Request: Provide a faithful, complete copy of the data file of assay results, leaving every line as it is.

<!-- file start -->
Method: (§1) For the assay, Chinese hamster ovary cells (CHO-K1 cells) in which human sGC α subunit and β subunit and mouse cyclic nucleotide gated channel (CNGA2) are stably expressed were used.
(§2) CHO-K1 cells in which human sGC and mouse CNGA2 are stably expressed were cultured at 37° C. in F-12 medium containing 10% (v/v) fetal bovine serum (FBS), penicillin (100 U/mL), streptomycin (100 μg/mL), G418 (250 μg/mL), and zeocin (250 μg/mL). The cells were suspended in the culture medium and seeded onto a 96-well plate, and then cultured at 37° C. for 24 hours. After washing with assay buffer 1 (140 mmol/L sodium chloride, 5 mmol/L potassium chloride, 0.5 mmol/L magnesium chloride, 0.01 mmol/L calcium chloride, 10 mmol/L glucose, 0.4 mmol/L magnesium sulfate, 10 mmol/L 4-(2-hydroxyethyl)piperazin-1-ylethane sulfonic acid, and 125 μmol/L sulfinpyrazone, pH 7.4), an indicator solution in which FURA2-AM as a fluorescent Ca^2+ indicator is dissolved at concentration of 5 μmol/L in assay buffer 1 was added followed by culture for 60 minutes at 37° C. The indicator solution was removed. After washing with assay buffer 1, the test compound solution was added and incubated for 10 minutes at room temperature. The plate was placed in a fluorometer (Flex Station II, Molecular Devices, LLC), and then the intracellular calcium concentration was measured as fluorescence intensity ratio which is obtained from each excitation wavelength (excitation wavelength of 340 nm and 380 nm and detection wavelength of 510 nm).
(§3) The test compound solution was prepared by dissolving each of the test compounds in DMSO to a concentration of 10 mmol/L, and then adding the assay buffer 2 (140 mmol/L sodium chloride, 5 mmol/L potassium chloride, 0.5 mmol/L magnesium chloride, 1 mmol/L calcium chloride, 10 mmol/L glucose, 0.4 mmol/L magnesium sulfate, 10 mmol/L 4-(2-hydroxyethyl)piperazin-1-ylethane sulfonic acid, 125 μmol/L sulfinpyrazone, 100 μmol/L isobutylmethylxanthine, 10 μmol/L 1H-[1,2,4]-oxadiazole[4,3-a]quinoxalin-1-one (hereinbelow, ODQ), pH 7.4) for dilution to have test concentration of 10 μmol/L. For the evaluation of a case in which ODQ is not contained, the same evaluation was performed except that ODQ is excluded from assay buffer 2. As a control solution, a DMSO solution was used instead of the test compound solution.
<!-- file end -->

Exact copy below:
Method: (§1) For the assay, Chinese hamster ovary cells (CHO-K1 cells) in which human sGC α subunit and β subunit and mouse cyclic nucleotide gated channel (CNGA2) are stably expressed were used.
(§2) CHO-K1 cells in which human sGC and mouse CNGA2 are stably expressed were cultured at 37° C. in F-12 medium containing 10% (v/v) fetal bovine serum (FBS), penicillin (100 U/mL), streptomycin (100 μg/mL), G418 (250 μg/mL), and zeocin (250 μg/mL). The cells were suspended in the culture medium and seeded onto a 96-well plate, and then cultured at 37° C. for 24 hours. After washing with assay buffer 1 (140 mmol/L sodium chloride, 5 mmol/L potassium chloride, 0.5 mmol/L magnesium chloride, 0.01 mmol/L calcium chloride, 10 mmol/L glucose, 0.4 mmol/L magnesium sulfate, 10 mmol/L 4-(2-hydroxyethyl)piperazin-1-ylethane sulfonic acid, and 125 μmol/L sulfinpyrazone, pH 7.4), an indicator solution in which FURA2-AM as a fluorescent Ca^2+ indicator is dissolved at concentration of 5 μmol/L in assay buffer 1 was added followed by culture for 60 minutes at 37° C. The indicator solution was removed. After washing with assay buffer 1, the test compound solution was added and incubated for 10 minutes at room temperature. The plate was placed in a fluorometer (Flex Station II, Molecular Devices, LLC), and then the intracellular calcium concentration was measured as fluorescence intensity ratio which is obtained from each excitation wavelength (excitation wavelength of 340 nm and 380 nm and detection wavelength of 510 nm).
(§3) The test compound solution was prepared by dissolving each of the test compounds in DMSO to a concentration of 10 mmol/L, and then adding the assay buffer 2 (140 mmol/L sodium chloride, 5 mmol/L potassium chloride, 0.5 mmol/L magnesium chloride, 1 mmol/L calcium chloride, 10 mmol/L glucose, 0.4 mmol/L magnesium sulfate, 10 mmol/L 4-(2-hydroxyethyl)piperazin-1-ylethane sulfonic acid, 125 μmol/L sulfinpyrazone, 100 μmol/L isobutylmethylxanthine, 10 μmol/L 1H-[1,2,4]-oxadiazole[4,3-a]quinoxalin-1-one (hereinbelow, ODQ), pH 7.4) for dilution to have test concentration of 10 μmol/L. For the evaluation of a case in which ODQ is not contained, the same evaluation was performed except that ODQ is excluded from assay buffer 2. As a control solution, a DMSO solution was used instead of the test compound solution.